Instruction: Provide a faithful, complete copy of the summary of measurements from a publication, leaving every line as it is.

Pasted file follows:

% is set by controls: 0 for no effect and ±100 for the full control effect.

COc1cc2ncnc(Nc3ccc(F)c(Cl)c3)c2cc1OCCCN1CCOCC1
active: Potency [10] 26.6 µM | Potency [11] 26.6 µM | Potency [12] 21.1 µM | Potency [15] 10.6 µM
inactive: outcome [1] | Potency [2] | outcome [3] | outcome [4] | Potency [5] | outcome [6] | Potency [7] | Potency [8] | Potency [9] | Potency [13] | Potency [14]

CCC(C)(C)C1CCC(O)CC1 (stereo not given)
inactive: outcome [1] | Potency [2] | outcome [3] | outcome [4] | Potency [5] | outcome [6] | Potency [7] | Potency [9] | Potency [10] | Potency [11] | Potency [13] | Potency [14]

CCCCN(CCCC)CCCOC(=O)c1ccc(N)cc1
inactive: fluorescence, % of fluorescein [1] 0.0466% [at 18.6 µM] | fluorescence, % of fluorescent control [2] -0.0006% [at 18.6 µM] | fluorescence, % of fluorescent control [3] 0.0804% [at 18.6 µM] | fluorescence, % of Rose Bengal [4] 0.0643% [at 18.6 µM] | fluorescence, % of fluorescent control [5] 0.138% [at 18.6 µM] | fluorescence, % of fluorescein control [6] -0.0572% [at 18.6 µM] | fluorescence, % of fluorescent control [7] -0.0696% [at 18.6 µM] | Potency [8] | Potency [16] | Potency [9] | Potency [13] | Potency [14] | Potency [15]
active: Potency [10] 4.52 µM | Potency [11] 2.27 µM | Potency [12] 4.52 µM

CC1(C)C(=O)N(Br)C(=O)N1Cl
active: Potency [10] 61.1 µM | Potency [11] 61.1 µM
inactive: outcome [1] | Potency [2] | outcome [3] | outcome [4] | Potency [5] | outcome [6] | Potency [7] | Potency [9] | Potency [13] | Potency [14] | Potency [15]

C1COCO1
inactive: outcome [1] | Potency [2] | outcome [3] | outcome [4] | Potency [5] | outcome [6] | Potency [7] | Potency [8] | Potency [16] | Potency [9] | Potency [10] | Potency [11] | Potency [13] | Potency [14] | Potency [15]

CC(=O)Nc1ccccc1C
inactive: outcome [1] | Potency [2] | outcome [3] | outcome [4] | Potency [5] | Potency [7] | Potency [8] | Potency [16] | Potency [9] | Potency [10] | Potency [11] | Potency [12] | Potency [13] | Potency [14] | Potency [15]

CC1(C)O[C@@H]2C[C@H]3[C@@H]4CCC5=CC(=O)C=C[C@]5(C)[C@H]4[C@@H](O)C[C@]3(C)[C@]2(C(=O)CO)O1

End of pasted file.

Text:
% is set by controls: 0 for no effect and ±100 for the full control effect.

COc1cc2ncnc(Nc3ccc(F)c(Cl)c3)c2cc1OCCCN1CCOCC1
active: Potency [10] 26.6 µM | Potency [11] 26.6 µM | Potency [12] 21.1 µM | Potency [15] 10.6 µM
inactive: outcome [1] | Potency [2] | outcome [3] | outcome [4] | Potency [5] | outcome [6] | Potency [7] | Potency [8] | Potency [9] | Potency [13] | Potency [14]

CCC(C)(C)C1CCC(O)CC1 (stereo not given)
inactive: outcome [1] | Potency [2] | outcome [3] | outcome [4] | Potency [5] | outcome [6] | Potency [7] | Potency [9] | Potency [10] | Potency [11] | Potency [13] | Potency [14]

CCCCN(CCCC)CCCOC(=O)c1ccc(N)cc1
inactive: fluorescence, % of fluorescein [1] 0.0466% [at 18.6 µM] | fluorescence, % of fluorescent control [2] -0.0006% [at 18.6 µM] | fluorescence, % of fluorescent control [3] 0.0804% [at 18.6 µM] | fluorescence, % of Rose Bengal [4] 0.0643% [at 18.6 µM] | fluorescence, % of fluorescent control [5] 0.138% [at 18.6 µM] | fluorescence, % of fluorescein control [6] -0.0572% [at 18.6 µM] | fluorescence, % of fluorescent control [7] -0.0696% [at 18.6 µM] | Potency [8] | Potency [16] | Potency [9] | Potency [13] | Potency [14] | Potency [15]
active: Potency [10] 4.52 µM | Potency [11] 2.27 µM | Potency [12] 4.52 µM

CC1(C)C(=O)N(Br)C(=O)N1Cl
active: Potency [10] 61.1 µM | Potency [11] 61.1 µM
inactive: outcome [1] | Potency [2] | outcome [3] | outcome [4] | Potency [5] | outcome [6] | Potency [7] | Potency [9] | Potency [13] | Potency [14] | Potency [15]

C1COCO1
inactive: outcome [1] | Potency [2] | outcome [3] | outcome [4] | Potency [5] | outcome [6] | Potency [7] | Potency [8] | Potency [16] | Potency [9] | Potency [10] | Potency [11] | Potency [13] | Potency [14] | Potency [15]

CC(=O)Nc1ccccc1C
inactive: outcome [1] | Potency [2] | outcome [3] | outcome [4] | Potency [5] | Potency [7] | Potency [8] | Potency [16] | Potency [9] | Potency [10] | Potency [11] | Potency [12] | Potency [13] | Potency [14] | Potency [15]

CC1(C)O[C@@H]2C[C@H]3[C@@H]4CCC5=CC(=O)C=C[C@]5(C)[C@H]4[C@@H](O)C[C@]3(C)[C@]2(C(=O)CO)O1